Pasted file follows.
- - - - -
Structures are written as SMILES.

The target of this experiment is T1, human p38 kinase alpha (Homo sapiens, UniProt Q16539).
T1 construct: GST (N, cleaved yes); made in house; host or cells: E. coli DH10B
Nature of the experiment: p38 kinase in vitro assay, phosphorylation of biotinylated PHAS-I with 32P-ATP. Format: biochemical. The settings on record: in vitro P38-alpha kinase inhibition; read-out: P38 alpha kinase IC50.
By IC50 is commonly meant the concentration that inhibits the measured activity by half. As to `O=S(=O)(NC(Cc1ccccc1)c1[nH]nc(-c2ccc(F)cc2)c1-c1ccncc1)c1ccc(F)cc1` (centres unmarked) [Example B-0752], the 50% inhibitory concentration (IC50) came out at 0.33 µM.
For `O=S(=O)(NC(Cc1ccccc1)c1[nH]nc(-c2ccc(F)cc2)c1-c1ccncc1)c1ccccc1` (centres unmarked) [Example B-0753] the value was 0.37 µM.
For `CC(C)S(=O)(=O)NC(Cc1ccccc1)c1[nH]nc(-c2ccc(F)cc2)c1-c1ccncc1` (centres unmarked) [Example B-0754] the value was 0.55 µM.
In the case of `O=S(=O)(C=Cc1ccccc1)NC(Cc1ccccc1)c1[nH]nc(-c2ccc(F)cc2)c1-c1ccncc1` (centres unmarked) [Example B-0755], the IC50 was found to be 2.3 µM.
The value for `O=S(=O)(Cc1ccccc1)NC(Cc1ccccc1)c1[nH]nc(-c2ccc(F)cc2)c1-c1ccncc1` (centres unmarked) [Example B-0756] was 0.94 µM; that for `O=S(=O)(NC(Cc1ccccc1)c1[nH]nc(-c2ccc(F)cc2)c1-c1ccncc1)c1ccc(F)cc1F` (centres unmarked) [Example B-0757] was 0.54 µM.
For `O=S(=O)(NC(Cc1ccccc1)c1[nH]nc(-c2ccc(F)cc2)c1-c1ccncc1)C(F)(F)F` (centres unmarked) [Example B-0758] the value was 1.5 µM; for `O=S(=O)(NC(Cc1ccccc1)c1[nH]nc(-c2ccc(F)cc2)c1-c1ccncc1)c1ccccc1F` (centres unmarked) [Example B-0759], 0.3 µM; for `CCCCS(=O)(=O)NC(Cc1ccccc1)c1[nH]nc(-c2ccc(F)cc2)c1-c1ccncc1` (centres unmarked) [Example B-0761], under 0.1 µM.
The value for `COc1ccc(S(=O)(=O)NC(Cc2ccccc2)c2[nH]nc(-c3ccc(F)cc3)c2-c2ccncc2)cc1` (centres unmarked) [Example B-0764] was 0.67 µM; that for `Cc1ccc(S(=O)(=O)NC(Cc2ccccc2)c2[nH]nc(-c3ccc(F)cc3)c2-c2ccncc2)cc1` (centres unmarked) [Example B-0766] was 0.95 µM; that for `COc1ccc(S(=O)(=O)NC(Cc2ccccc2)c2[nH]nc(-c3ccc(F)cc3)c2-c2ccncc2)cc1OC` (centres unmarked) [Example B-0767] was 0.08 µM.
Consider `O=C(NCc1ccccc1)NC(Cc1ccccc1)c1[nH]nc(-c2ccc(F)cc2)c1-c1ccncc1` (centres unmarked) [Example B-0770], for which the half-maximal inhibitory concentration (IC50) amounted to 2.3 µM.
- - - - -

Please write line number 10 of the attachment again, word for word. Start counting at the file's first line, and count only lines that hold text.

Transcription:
For `O=S(=O)(NC(Cc1ccccc1)c1[nH]nc(-c2ccc(F)cc2)c1-c1ccncc1)C(F)(F)F` (centres unmarked) [Example B-0758] the value was 1.5 µM; for `O=S(=O)(NC(Cc1ccccc1)c1[nH]nc(-c2ccc(F)cc2)c1-c1ccncc1)c1ccccc1F` (centres unmarked) [Example B-0759], 0.3 µM; for `CCCCS(=O)(=O)NC(Cc1ccccc1)c1[nH]nc(-c2ccc(F)cc2)c1-c1ccncc1` (centres unmarked) [Example B-0761], under 0.1 µM.